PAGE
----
Peninsula Commute

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See Caltrain for the commuter rail service currently operating on the San Francisco Peninsula.
West of Santa Clara, a Southern Pacific EMD SD9 leads a two-car train before the Caltrain takeover

The Peninsula Commute, also known as the Southern Pacific Peninsula or just Peninsula, was the common name for commuter rail service between San Jose, California and San Francisco, California on the San Francisco Peninsula. This service ran as a private, for-profit enterprise beginning in 1863. Due to operating losses, the Southern Pacific Railroad petitioned to discontinue the service in 1977. Subsidies were provided through the California Department of Transportation (Caltrans) in 1980 to continue service, and it was renamed Caltrain.

History[edit]

Since 1863 the San Francisco Peninsula, the series of towns (and later, cities) between San Francisco and San Jose, has been served by a railroad. The Southern Pacific (SP) first provided freight and passenger service, followed briefly by the California Department of Transportation (CalTrans) and finally a Joint Powers Board which runs today's passenger trains.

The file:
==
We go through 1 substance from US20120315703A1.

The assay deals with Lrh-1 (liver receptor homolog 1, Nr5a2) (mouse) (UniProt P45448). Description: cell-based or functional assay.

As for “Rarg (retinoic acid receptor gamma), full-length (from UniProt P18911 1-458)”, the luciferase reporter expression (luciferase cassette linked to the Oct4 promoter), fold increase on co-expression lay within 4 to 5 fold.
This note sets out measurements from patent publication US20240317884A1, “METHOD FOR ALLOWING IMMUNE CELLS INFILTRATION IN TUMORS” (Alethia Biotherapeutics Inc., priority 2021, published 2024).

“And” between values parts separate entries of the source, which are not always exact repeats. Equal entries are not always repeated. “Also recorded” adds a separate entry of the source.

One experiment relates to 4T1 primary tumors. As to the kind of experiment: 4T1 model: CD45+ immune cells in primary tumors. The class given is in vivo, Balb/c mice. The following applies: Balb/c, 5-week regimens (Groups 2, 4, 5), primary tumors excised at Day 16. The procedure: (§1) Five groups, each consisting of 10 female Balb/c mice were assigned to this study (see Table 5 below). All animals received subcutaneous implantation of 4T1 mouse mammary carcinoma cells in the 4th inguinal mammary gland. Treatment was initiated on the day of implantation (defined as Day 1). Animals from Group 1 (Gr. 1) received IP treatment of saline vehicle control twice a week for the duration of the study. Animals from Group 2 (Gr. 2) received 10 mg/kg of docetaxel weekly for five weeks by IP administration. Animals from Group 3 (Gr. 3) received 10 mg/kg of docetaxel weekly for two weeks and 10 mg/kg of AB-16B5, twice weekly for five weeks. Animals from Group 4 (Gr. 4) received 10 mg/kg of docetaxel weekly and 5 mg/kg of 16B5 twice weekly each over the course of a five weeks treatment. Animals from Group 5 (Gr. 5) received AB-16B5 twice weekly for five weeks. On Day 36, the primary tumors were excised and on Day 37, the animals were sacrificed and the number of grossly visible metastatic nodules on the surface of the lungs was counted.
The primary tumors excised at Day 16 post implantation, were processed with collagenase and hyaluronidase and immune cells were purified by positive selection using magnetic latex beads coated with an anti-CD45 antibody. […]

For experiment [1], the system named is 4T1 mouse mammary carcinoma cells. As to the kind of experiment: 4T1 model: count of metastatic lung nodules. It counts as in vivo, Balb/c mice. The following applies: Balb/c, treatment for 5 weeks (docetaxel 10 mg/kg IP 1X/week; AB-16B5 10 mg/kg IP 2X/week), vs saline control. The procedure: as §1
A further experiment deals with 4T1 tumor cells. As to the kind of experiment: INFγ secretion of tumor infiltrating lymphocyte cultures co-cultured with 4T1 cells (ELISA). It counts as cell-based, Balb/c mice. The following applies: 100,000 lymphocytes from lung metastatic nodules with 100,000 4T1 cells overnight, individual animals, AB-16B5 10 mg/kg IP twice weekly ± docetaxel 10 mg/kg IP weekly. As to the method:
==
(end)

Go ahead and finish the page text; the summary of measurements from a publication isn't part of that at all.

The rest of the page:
The railroad between San Francisco and San Jose was completed in 1863 by the San Francisco and San Jose Rail Road, which was purchased by Southern Pacific in 1870.

Under Southern Pacific the line was double tracked in 1904 and had record ridership during World War II. After the war, ridership declined with the rise of automobile use. Several times during the 1960s and 1970s, SP talked about discontinuing the money-losing commute service. In 1971 when Amtrak took over long distance passenger operations, Southern Pacific's extended commute train to Monterey, California, the "Del Monte", was discontinued, but other commute trains continued. All SP passenger locomotives were transferred to Peninsula commute service except for those which were sold to Amtrak. In 1977 SP filed a petition with the state Public Utilities Commission (PUC) to discontinue the commuter operation due to the ongoing losses.

To preserve the commuter service, Caltrans in 1980 contracted with SP to operate the service and began to subsidize it. During the Caltrans' administration, Caltrans purchased new locomotives and cars that replaced the SP equipment in 1985, upgraded stations, introduced shuttle buses to nearby employers, and renamed the operation Caltrain. Since that time, operation has been transferred from the State of California to the Peninsula Corridor Joint Powers Board.

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